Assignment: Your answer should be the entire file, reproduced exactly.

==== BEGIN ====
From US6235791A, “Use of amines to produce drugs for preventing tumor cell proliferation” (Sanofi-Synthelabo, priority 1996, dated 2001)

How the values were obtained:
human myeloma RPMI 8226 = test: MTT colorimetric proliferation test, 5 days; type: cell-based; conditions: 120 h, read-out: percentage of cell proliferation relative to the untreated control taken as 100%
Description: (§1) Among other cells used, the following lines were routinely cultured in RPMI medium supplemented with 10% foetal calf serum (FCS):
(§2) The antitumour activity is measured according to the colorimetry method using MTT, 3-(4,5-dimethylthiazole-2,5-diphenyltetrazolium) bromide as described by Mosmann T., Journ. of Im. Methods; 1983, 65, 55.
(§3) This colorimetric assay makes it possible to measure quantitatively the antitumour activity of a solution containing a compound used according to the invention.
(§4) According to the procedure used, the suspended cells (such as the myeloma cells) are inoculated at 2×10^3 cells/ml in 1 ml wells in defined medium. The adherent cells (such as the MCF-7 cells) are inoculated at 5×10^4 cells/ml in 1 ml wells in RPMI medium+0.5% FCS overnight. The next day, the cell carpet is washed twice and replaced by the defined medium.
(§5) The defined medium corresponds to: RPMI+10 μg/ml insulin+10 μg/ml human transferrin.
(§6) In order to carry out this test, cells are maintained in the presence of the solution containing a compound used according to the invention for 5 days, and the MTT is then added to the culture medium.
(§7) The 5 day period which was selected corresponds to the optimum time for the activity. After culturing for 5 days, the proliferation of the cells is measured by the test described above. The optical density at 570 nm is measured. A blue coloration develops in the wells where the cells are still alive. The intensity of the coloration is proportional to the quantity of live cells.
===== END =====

From US6235791A, “Use of amines to produce drugs for preventing tumor cell proliferation” (Sanofi-Synthelabo, priority 1996, dated 2001)

How the values were obtained:
human myeloma RPMI 8226 = test: MTT colorimetric proliferation test, 5 days; type: cell-based; conditions: 120 h, read-out: percentage of cell proliferation relative to the untreated control taken as 100%
Description: (§1) Among other cells used, the following lines were routinely cultured in RPMI medium supplemented with 10% foetal calf serum (FCS):
(§2) The antitumour activity is measured according to the colorimetry method using MTT, 3-(4,5-dimethylthiazole-2,5-diphenyltetrazolium) bromide as described by Mosmann T., Journ. of Im. Methods; 1983, 65, 55.
(§3) This colorimetric assay makes it possible to measure quantitatively the antitumour activity of a solution containing a compound used according to the invention.
(§4) According to the procedure used, the suspended cells (such as the myeloma cells) are inoculated at 2×10^3 cells/ml in 1 ml wells in defined medium. The adherent cells (such as the MCF-7 cells) are inoculated at 5×10^4 cells/ml in 1 ml wells in RPMI medium+0.5% FCS overnight. The next day, the cell carpet is washed twice and replaced by the defined medium.
(§5) The defined medium corresponds to: RPMI+10 μg/ml insulin+10 μg/ml human transferrin.
(§6) In order to carry out this test, cells are maintained in the presence of the solution containing a compound used according to the invention for 5 days, and the MTT is then added to the culture medium.
(§7) The 5 day period which was selected corresponds to the optimum time for the activity. After culturing for 5 days, the proliferation of the cells is measured by the test described above. The optical density at 570 nm is measured. A blue coloration develops in the wells where the cells are still alive. The intensity of the coloration is proportional to the quantity of live cells.